Lectionary Year A
July 14, 2002
Psalm 119:105-112

Step V: Distillation

A. Summary of Salient Features

(JFC) This passage's theological pivotal point is the God whose Word, decrees, ordinances, law, precepts and statutes the poet vows to observe and obey and God's promises on which he relies. Weiser says its "dominating focal point . . . (is) the word of God and the law of God as the decisive factor in every sphere of life." It could be that, too. The next most significant image is that of the author's life, which is in jeopardy and which he asks for relief from God from whom he believes it comes from God's Word. Then, the joy of the Psalmist's heart, which comes from his honoring God's precepts, are never to be forgotten. These designations leave only these few elements to be described as lesser important concerns in these verses: the lamp to the feet and the light to the path, (can you believe?) and the poet's affliction and persecutors, whoever they are. Their identity really doesn't matter, because when the Psalm is used in different times, by different people in different circumstances, their persecutors will likely differ, too. Nor do(es) the trouble's(s') name(s) that bother the Psalmist matter for the same reason.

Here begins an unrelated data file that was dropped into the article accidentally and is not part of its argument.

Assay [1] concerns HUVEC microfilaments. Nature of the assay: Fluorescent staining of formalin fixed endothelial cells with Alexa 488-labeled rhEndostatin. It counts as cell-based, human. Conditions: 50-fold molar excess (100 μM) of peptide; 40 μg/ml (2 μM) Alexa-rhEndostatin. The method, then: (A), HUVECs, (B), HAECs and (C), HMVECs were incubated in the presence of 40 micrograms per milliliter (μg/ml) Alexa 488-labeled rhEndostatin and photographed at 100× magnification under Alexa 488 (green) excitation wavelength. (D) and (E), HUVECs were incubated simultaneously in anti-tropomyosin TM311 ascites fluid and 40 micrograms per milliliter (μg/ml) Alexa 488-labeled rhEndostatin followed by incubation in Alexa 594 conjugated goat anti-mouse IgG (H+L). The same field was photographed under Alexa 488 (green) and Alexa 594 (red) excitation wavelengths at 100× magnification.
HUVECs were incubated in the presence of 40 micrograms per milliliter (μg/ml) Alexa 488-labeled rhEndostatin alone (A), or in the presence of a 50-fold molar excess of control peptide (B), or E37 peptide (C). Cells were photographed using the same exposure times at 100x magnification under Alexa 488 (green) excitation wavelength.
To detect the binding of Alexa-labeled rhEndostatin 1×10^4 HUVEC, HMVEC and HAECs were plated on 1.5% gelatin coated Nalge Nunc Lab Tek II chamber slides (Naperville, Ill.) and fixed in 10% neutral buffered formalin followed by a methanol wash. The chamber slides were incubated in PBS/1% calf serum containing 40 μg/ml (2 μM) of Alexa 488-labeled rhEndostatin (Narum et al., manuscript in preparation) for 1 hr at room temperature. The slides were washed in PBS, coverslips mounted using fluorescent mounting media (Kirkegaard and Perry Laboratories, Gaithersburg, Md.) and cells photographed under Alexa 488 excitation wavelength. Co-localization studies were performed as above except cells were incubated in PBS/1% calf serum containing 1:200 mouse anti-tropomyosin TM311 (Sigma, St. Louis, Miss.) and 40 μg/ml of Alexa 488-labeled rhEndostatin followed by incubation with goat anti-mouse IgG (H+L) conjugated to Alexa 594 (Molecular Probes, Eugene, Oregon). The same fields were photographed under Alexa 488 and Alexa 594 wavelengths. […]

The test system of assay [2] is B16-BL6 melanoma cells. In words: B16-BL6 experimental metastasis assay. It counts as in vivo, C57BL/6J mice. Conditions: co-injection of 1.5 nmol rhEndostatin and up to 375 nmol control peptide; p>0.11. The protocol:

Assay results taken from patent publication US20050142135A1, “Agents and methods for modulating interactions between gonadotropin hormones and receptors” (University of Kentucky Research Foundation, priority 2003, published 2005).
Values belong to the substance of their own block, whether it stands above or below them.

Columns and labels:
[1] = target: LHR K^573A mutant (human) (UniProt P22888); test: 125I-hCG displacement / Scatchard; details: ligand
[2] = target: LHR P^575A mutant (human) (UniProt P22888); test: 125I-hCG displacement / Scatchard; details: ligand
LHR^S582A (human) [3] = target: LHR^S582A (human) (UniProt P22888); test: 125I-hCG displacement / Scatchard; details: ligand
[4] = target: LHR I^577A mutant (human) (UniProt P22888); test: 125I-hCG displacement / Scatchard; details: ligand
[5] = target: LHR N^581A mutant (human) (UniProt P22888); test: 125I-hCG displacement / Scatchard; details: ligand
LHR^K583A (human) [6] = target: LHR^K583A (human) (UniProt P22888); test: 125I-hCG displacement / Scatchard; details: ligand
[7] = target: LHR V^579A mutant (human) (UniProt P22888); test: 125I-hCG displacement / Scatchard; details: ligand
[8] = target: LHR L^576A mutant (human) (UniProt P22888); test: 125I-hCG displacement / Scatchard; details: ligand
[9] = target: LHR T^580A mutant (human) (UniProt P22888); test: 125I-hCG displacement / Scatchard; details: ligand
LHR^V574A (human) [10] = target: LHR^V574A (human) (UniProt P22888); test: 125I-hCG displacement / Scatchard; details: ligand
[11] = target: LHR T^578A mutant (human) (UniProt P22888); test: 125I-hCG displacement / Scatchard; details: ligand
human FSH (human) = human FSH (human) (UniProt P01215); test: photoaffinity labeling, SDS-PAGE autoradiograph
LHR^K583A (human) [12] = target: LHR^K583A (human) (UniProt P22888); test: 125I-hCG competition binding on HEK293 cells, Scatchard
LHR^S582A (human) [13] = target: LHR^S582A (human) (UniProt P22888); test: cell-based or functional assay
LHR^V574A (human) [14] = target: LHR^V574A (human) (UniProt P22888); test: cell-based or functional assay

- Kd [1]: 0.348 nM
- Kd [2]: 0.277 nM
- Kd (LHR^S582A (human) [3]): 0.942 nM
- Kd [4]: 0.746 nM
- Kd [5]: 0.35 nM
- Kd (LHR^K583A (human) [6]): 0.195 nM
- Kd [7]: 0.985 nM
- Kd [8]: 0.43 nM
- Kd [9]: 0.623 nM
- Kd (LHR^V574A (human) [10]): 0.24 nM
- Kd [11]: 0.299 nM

B. Smoother Translation

(JFC) 105 Your Word is a lamp for my feet and a light for my path. 106 I have sworn and I shall reconfirm to keep the ordinances of Your righteousness. 107 I have humbled myself/become afflicted exceedingly, so, Yahweh, give me life according to Your Word. 108 Accept the offerings of my eating and drinking now Yahweh and teach me Your judgment/justice/ordinances. 109 My life (languishes) in my hand continually so I will never forget/ignore Your Law. 110 The wicked/criminal lay a trap/snare for me on account of Your statute/precept from which I am not going astray/wandering/erring ever. 111 I am inheriting/taking possession of Your testimony forever as the joy/gladness of my heart (are) they. 112 I am inclining my heart to do/accomplish Your ordinance forever, consequently.

C. Hermeneutical Bridge

(JFC) Last week's Psalm (45) helped us recall that Psalm 46:1 declares that God is a very present help in times of trouble. Psalm 119 seems to emphasize that truth, too. This week's Psalmist admits he is in difficulty and turns to promising to follow God's directives, evidently, through them. Although Amy Grant has a number, "Thy Word", based on these verses of this Psalm, the Beetles sang a song that is a little more plaintiff, possibly even more reverent, that might get at this lection's expressions more effectively. It is, "Let It Be", some of the lyrics of which might describe some of this Psalmist's troubles as well as his faith in a God who might be figured as "Mother Mary". They sang, "When I feel myself in times of trouble, Mother Mary comes to me, Speaking words of wisdom, let it be. And in my hour of darkness she is standing right in front of me . . ." As is God always, even and especially noticeably in such times.

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